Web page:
Sail-World.com : Bream on Hardbodies
Lure fishing for bream is one of the more challenging ways to target them in estuaries and is undoubtedly one of the most adrenalin, knee trembling battles an angler can experience.
There is nothing more exciting than flicking a tiny lure amongst a plethora of submerged dead trees only to have a fish burst from beneath a log in seconds before busting you off on the barnacle encrusted timber.
This style of fishing is highly addictive, the reason that so many anglers around the country pursue such sport.
There is a high finesse technique involved along with an understanding of this species to allow anglers to know which lures will work in different scenarios. Not every two days are the same with bream where one day they could be feeding off the surface while the next down deep. Either way, by having a wide lure selection and being able to read into how the fish are feeding on that day will allow you to adapt to further your success.
The outfit: Flicking such light lures requires an extremely light outfit. Rods with a 7ft length having a line rating of 1-3 kilos are recommended. This style of rod allows accurate casting of such light lures when used in conjunction with 2500 or 1000 series reels. These should be spooled with either four or six pound leader, the choice is yours. Due to the finicky nature of bream, leader material should be either six or eight pound, any heavier and they will shy from the lure.
The lures: Amongst the hundreds of different styles of lures available for bream you will require a selection. This is because their feeding patterns always change from feeding on the surface, mid water and deep under the timber. For any surface luring, 50-70mm surface walkers and or poppers are recommended. Suspending, sinking and floating diving lures in the 50 – 70mm range are also recommended when the fish are feeding deep. Lures such as Yo-Zuri 50mm Hardcore minnows and Eba Shads are proven bream lures. Both are available in a sinking and floating versions in a wide colour array.
The technique: Flicking for bream requires anglers to have a finesse approach, this entails making an accurate cast towards the timber or bank. Once the lure has hit the water, two or three small light twitches of the rod will bring the lure under the surface. The lure should be twitched a further two or three times with a 3-5 second pause. If the lure isn’t taken on the pause, twitch again repeating the process. It is once the lure has paused that the lure will be eaten. While twitching the lure, continually keep the line tight to the lure by winding the lures handle. When the lure is stationary, the angler must keep the line tight to feel for the take. While doing this, constantly watch the line where it enters the water. If you notice a tick or the lure pull tight this is a clear indication that a fish has struck the lure. This is the point in which you should strike to set the hooks.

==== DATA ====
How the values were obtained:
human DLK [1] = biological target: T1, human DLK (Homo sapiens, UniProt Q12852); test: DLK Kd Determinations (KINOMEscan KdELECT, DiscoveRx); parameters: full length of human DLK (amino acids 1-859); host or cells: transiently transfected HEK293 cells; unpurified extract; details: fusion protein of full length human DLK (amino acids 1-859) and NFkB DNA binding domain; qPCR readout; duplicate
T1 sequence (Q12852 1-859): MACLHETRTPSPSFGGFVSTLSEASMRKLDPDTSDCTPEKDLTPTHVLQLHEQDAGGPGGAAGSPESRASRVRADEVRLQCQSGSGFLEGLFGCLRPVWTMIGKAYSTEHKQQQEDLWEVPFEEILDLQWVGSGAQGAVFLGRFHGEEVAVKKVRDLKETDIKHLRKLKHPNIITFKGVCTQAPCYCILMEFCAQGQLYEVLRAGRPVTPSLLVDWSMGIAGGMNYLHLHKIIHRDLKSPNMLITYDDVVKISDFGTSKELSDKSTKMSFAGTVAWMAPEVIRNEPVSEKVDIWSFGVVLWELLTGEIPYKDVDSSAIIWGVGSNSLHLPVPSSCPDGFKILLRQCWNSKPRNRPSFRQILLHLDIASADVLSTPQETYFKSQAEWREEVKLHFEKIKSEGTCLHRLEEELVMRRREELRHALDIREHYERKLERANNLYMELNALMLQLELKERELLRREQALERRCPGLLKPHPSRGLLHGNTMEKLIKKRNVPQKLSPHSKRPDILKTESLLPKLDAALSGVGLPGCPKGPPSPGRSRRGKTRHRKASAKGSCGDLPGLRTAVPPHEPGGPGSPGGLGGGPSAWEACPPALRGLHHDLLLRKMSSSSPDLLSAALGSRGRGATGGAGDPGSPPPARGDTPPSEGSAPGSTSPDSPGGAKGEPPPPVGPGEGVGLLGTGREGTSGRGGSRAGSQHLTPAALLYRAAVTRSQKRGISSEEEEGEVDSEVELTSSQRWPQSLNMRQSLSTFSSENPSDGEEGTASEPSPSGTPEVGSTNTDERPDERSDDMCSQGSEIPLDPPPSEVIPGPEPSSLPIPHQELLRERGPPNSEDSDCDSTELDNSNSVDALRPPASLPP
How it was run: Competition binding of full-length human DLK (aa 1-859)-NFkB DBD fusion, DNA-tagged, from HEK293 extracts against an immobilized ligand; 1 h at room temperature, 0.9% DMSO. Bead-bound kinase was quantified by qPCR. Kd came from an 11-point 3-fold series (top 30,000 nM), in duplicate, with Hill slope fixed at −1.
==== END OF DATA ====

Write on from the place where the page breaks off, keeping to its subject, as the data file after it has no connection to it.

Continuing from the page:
Once a fish has been hooked, you need to go hard early dragging the fish from the timber. If you’re not quick enough, the fish will dive beneath the timber often busting you off.
Finding bream: Bream are both a scavenger and a hunter. Estuaries that are affected by tide can fish in different ways. On the high tide, the fish are often higher in the water feeding on the edges, amongst the timber or hunting schools of baitfish. This is when anglers can work the edges with shallow diving hard body or surface baits. In this situation bream will be in hunting mode where you’ll find them quite aggressive.
On the low, the fish are often deeper feeding on barnacles and other crustaceans. The difficulty in this situation is that you have to get your lure to them. This entails using either soft plastics or sinking hard bodies. Unfortunately, to be successful you have to run the risk of losing a few lures and you will.
Allowing the lure to sink before gently giving it a twitch is all it takes to fire them up to entice a strike.
Once a bite is felt, it is imperative the hook is set and you stick it to the hard to pull them from the snag. If not, it’s bye, bye fish and your lure.
by Jarrod Day
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2:40 PM Tue 18 Dec 2012GMT
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